Wednesday, June 29, 2011

From the Inside Out

Copyright © 2011 by Chris R. Glaser. All rights reserved.

Jesus offered the spiritual insight that content is more vital than form:

“Not what goes into a person is what defiles a person, but what comes out of a person’s heart.”

“Woe to you … Pharisees, hypocrites! For you are like whitewashed tombs, which on the outside look beautiful, but inside are full of the bones of the dead and of all kinds of filth.”

“Do not pray on street corners so your piety can be seen by others, but go into your pantry to pray in secret.”

“I was a stranger and you welcomed me.” 

“Your faith has made you whole.”

“Where your treasure is, there will your heart be also.”
Thus Jesus emphasizes a theme of his own Jewish tradition:

“Yahweh does not look on the outward appearance, Adonai looks on the heart.”

“I shall write my laws on their hearts.”

“Their hearts are far from me…” 

“Unless their hearts turn to me…”

“Love the Lord your God with all your heart and soul and mind…”

As the contemporary adage goes, "Spirituality is an inside job."

During a retreat I led at Ghost Ranch, New Mexico, a ceramic artist explained the process of throwing a pot on a spinning wheel. You begin with a lump of clay and reach one hand to the inside as the other hand holds the clay in place. He said of the creative process, “How you shape the inside of the bowl determines the shape of the outside of the bowl.”

A week later, leading a similar retreat at Kirkridge, in the Poconos of Pennsylvania, a physical therapist explained the nature of physical healing. She said, “A wound heals from the inside out.”

Spirituality also moves from the inside out. That’s why Jesus insisted, “Repent, for the kingdom of heaven is at hand.” Said another way: “Transform yourself—your way of thinking, your way of doing—so you may welcome the commonwealth of God.”

Attending to our interior lives shapes our spirituality and heals our spiritual wounds. Praying “thy kingdom come” invites transformation of our souls and of our world.

Wednesday, June 22, 2011

When Life Begins

Copyright © 2011 by Chris R. Glaser. All rights reserved.

I re-tell an old joke I overheard at the gym where I worked out when I lived in West Hollywood. Old Jewish men, some of them with concentration camp numbers tattooed on their arms, would sit in the sauna spinning stories and telling jokes.

A priest, a minister, and a rabbi got into a heated discussion about when life begins, the moment when conception occurs. The priest spoke first, “Life begins when the egg is fertilized by the sperm, don’t ya know.” The minister disagrees, “No, life begins when the child is born.” The rabbi expresses still another view, “No, no, no! Life begins when the kids leave home and the dog dies!”
Anyone who has had a child or been a child knows that conception is more than the mere biological act of a sperm wriggling its way into an egg. A child’s conception begins with adolescent daydreams of intimacy and raising a family. At its best, it begins with a twinkle in the parents’ eyes, moments of ecstasy, months and then years of planning for the child’s welfare and well-being, dreaming of who the child will be or become, investing in the child’s future with education and recreation and a college fund. Life begins when the child is welcomed and loved and eventually honored as an independent being.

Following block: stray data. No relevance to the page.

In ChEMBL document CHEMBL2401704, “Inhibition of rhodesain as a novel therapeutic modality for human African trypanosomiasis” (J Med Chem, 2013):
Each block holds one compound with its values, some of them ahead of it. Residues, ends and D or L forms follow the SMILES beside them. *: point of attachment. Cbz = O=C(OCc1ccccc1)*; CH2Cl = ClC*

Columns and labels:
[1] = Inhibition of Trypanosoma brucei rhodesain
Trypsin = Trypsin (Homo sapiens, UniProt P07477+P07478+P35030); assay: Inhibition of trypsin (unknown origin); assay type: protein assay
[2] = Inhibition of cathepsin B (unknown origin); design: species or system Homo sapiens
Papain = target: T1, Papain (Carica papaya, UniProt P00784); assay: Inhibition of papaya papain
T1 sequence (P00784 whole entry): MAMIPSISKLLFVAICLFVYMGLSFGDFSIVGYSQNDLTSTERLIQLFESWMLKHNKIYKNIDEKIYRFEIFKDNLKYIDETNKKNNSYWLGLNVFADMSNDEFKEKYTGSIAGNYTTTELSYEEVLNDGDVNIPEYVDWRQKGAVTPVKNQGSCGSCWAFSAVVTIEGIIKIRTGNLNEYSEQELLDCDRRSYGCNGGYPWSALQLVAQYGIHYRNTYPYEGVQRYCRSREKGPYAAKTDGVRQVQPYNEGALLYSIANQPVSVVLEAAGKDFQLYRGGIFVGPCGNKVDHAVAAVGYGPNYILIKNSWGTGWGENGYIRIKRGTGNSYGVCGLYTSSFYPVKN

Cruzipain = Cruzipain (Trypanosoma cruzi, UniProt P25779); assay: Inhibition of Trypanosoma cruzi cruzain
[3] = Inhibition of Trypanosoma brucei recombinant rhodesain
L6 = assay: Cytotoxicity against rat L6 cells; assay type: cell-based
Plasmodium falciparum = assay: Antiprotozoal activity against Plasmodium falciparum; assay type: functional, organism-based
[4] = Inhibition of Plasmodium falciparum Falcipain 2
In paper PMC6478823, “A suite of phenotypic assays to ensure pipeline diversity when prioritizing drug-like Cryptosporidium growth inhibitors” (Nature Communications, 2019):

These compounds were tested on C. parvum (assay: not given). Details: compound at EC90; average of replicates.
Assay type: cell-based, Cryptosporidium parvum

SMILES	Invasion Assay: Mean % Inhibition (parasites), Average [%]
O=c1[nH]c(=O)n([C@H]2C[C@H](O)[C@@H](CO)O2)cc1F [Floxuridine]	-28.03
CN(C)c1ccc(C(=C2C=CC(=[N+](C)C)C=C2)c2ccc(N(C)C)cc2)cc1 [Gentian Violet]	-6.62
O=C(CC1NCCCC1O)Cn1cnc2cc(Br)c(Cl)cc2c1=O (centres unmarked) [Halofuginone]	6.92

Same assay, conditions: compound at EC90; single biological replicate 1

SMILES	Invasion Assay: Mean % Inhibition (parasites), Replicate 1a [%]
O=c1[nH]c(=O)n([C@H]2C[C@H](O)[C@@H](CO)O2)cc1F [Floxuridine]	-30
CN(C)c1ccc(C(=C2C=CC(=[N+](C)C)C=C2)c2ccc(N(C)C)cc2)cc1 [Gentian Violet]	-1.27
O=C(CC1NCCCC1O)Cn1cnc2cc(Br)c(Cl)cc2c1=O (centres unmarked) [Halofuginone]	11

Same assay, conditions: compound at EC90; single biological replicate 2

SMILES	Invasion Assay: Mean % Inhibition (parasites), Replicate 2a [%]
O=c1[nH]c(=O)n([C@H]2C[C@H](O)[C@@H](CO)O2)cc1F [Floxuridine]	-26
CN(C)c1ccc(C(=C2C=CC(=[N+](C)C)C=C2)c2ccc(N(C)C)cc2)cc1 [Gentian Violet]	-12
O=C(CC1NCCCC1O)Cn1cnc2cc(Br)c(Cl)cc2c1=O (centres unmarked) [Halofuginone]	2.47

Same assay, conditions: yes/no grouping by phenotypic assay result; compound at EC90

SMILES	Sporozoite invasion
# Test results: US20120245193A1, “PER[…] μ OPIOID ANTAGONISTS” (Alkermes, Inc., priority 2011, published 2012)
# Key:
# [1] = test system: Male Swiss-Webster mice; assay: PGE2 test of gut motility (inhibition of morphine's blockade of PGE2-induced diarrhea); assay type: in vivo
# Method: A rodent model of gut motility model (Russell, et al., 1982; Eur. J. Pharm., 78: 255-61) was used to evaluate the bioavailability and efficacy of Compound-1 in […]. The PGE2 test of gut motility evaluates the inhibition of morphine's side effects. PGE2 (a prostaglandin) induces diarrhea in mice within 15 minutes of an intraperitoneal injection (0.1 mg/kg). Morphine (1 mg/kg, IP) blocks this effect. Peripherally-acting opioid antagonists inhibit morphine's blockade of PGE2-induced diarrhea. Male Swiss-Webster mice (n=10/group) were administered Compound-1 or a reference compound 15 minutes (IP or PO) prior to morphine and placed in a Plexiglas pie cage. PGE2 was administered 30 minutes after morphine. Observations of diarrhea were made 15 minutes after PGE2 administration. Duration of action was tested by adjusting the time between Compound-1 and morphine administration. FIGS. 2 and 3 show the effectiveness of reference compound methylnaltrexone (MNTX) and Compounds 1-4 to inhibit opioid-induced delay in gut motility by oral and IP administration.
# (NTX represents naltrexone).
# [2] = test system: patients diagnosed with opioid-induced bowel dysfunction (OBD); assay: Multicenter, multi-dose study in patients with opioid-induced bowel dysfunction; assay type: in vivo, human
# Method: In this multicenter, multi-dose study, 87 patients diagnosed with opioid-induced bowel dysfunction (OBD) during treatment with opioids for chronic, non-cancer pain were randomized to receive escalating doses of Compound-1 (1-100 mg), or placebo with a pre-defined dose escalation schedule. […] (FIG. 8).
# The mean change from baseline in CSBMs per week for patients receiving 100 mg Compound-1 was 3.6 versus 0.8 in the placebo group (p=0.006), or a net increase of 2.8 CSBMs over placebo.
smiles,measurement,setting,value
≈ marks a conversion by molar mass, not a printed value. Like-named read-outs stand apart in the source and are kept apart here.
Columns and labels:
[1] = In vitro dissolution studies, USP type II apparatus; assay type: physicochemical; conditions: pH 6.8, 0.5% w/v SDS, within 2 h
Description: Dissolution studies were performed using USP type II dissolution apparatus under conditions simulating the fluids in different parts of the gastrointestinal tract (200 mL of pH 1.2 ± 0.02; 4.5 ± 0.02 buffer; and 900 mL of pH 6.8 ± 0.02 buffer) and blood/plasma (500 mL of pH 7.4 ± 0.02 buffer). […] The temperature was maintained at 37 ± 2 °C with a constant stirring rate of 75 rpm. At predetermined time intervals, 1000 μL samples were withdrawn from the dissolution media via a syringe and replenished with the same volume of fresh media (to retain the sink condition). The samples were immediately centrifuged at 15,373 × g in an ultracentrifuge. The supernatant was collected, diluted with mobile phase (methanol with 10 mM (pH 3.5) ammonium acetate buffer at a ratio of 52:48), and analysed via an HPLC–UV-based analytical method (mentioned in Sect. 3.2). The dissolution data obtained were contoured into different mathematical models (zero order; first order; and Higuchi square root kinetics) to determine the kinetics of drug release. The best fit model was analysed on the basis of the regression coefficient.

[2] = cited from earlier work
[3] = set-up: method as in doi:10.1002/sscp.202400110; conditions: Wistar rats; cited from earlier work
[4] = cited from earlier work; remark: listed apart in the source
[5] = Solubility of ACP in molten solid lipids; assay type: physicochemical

Like many mothers, Jesus’ mother Mary conceived more than a child. She conceived a vision of her child as one who would turn oppression on its head, one who would bring justice to those who had more than their fair share and compassion to those who had less. What mother does not think her child is divine—at least, at first? Babies, puppies, and kittens are all made cute by nature, I believe, to prompt our tender feelings toward them and our desire to care for them. We are born with the same-size eyes we will have in adulthood, and those big eyes in a little face are endearing, compelling us to protect such vulnerability.

If only every child could be welcomed as a divine emissary, a fulfillment of prophecy, a hope for the world! The model of Mary for our world today is not that of a virgin but the model of a mother’s feelings for her child, a mother who would treasure all things related to him in her heart. Unlike Christians of an earlier era who needed to see Jesus as other than a product of sexual intimacy, Christians today are on our way toward affirming the divine inspiration of such intimacy. Whether Joseph was his biological father is irrelevant to our vision of Jesus, just as it surely was for Mary, for every conception cradles divine possibility.

This Sunday, June 26, Chris speaks on "The Power of Words" during 11 a.m. worship at Our Hope MCC, which meets in the Univ. of GA Presbyterian Student Center, 1250 S. Lumpkin St., Athens, GA 30605. Tel: 706-202-3723. His books will be available.

Wednesday, June 15, 2011

A Theory of Everything

Copyright © 2011 by Chris R. Glaser. All rights reserved.

One night I dreamed I was at a scientific conference explaining a theory of everything. I knew the answer, and on the podium in front of me were three reports that verified the scientific data that, integrated, revealed the theory. What I discovered in my dream was that, though I knew the answer, I could not explain it. Nor could I prove it.

The next morning I read in The New York Times that a scientific test may have revealed though not proven the existence of dark matter, as well as “the first evidence of a new feature of nature” that could bolster visions like string theory that could “unify all of the forces of nature into one mathematical expression”—in other words, a theory of everything! 

Dennis Overbye wrote, “A wide range of astrophysical and cosmological measurements have subsequently converged on an intimidating recipe for the cosmos of 4 percent atoms, 25 percent dark matter and 70 percent a mysterious energy that has been called dark energy and has nothing to do with” dark matter.

What that says to me is that we are only seeing with our eyes the manifestation of 4 percent of what’s here, the 4 percent of the universe that consists of atoms. We can’t see the 25 percent that is dark matter, or the 70 percent that is dark energy holding it all together.